Merkel vs. Trump: How's the Future Looking?



President Trump’s had a few less-than-complimentary things to say about Germany over the years.

This should greatly perplex the Left, given that Trump and all who support him are, apparently, followers of Hitler (learn more about yourself here and here).


Nevertheless, it is so– Donald’s racked up a fair share of brushes with his motherland’s chancellor, Angela Merkel.

In fact, the first time she visited the White House after his inauguration, he didn’t shake her hand.

Furthermore, the two are a ways apart on policy, with Germany opening its doors broadly to refugees and immigrants as Trump looks to preserve the American way by strengthening border security and making better business decisions, including those which hit Germany with tariffs.

In an October 2015 Face the Nation interview, Donald called Merkel’s immigration policies “insane.” He’s continued along those lines (and he isn’t wrong).

In December of that same year, when Chancellor Angela was chosen as the Time Person of the Year, Trump tweeted his disdain:

“I told you @TIME Magazine would never pick me as person of the year despite being the big favorite [sic] They picked person [and sic again] who is ruining Germany.”

Well…that’s unambiguous.

Trump has also excoriated Merkel’s defense spending, last year asserting the U.S. was owed “vast sums of money” by Germany due to its failure to meet NATO’s goal for spending.


And yet, even as he did that, he trumpeted the greatness of their meeting at the time:

“Despite what you have heard from the FAKE NEWS, I had a GREAT meeting with German Chancellor Angela Merkel. Nevertheless, Germany owes vast sums of money to NATO & the United States must be paid more for the powerful, and very expensive, defense it provides to Germany!”


Wanna see something hilarious? Here ya go:

On Wednesday, during the NATO summit in Belgium, the President criticized members of the alliance, specifically Germany (please read more about that in my article here):

“Germany is totally controlled by Russia, because they will be getting from 60 to 70 percent of their energy from Russia and a new pipeline. … So we have to talk about the billions and billions of dollars that’s being paid to the country that we’re supposed to be protecting you against. … Now, if you look at it, Germany is a captive of Russia because they supply.”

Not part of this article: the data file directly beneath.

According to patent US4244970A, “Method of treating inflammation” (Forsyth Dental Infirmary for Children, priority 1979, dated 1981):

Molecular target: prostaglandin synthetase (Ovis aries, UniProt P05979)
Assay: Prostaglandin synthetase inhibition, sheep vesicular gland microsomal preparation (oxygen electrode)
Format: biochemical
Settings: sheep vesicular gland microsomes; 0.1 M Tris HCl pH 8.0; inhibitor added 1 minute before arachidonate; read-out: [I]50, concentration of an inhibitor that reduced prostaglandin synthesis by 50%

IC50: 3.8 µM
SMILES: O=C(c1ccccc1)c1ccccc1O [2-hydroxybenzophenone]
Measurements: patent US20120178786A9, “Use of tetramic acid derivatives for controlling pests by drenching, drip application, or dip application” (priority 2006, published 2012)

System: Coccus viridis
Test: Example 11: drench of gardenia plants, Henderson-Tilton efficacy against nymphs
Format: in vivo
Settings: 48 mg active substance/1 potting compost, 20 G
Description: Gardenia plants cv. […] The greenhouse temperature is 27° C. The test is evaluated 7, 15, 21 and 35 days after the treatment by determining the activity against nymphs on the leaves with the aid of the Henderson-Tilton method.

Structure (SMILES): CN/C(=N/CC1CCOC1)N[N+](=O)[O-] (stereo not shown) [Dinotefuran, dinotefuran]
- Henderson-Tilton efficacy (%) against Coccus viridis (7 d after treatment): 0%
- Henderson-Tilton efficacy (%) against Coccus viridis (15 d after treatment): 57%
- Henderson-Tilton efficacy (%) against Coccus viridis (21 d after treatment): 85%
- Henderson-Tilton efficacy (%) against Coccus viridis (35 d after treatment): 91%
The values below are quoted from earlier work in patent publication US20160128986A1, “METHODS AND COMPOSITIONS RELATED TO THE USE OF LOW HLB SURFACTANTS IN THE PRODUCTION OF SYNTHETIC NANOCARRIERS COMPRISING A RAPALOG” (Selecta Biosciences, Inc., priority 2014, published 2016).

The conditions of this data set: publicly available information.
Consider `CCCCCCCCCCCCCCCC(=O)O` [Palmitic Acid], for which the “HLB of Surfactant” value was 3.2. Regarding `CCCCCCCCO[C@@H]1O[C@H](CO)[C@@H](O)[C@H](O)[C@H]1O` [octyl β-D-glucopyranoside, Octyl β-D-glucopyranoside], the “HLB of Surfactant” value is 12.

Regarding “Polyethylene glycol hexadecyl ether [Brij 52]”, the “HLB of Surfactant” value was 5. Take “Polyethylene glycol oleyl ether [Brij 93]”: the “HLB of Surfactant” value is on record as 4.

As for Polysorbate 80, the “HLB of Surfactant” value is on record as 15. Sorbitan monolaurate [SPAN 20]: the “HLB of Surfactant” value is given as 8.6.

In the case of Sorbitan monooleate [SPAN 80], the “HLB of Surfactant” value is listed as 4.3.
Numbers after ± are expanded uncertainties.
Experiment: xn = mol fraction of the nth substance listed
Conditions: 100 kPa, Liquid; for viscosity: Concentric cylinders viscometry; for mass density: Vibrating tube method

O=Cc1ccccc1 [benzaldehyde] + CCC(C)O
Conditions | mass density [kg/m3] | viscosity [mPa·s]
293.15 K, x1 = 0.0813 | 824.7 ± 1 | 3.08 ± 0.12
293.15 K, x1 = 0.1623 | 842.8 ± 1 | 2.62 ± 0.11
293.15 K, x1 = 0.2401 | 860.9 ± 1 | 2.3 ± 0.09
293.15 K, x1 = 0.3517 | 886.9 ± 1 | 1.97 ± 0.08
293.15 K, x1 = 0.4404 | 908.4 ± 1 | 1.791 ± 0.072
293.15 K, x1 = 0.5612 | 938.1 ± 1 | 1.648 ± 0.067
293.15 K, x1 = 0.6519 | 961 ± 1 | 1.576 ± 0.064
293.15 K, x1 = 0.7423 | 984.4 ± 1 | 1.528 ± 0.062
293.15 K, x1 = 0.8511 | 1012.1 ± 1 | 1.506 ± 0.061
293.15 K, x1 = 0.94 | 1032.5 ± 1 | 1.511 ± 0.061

Merkel defended herself, emphasizing Germany’s separation from Russia:

“I wanted to say that, because of current events, I have witnessed this myself, that a part of Germany was controlled by the Soviet Union. And I am very happy that we are today unified in freedom as the Federal Republic of Germany.”

Nonetheless, later in the day, Trump claimed something that was very…well…Trumpish:

“We have a very, very good relationship with the chancellor. We have a tremendous relationship with Germany.”


Or is it? Merkel played politics as well:

“I am very pleased, indeed, to have this opportunity here for this exchange of views. … I think they’re very important to have those exchanges together. Because after all, we are partners, we are good partners, and we wish to continue to cooperate in the future.”

So what does this mean for the future?

Not everyone in Washington is psyched about Trump’s comments toward Merkel. Utah Sen. Orrin Hatch, for example:

“I have really the highest opinion of her and those who are with her. I think sometimes you can be a little too critical of the other counterparts. I don’t think we should be critical. She’s really good.”

Tennesse Sen. Bob Corker agrees:

“I couldn’t agree more that every country needs to get to 2 percent, especially Germany. At the same time, people are making improvements, and I think just harsh rhetoric relative to NATO partners is not something that takes us to a good place. … The German people have a diminished view of our nation right now. At the end of the day, what is important is what our citizens think and feel, but it’s just unnecessary. It’s unnecessary for us to be in this place.”


But the Heritage Foundation’s Jim Crafano says all of this is no sweat:

“At the end of the day, the U.S.-German strategic partnership is going to be fine. The bedrock of the relationship is fine.”

He’s probably right; politics is a world of grandstanding, and with regard to international affairs, the best at it know when to be tough on behalf of their constituents yet tolerable enough to move forward to the benefit of voters. These are, after all, two nations whose leaders are elected. If not, it would be a very different story (see what I mean by that here).

Being Europe’s largest economy, Germany — and our relationship with it — is doubtlessly important. And despite the lunatic delusions of the Left, Trump didn’t get where he is as a businessman by making important people angry and taking his toys and going home. He’s the artist of the deal (see more about that here and here), and I, for one, trust him to ultimately play his cards right with Merkel. She can’t be too bad at diplomacy, either; she’s enjoying her fourth term.

I think they’ll work things out fine.

But am I wrong? What’s your opinion? Sound off in the Comments section below.

If you didn’t check out my related links above, they’re here, herehere, here, here, and here).


For something different, here’s my coverage of an attack on Melania.

Otherwise, here’s my piece on Podesta saying Comey blew the election for Hillary.

How about an article on Alex Baldwin for President?

And a tribute to George H.W.

Find all my RedState work here.

And follow Alex Parker on Twitter and Facebook.





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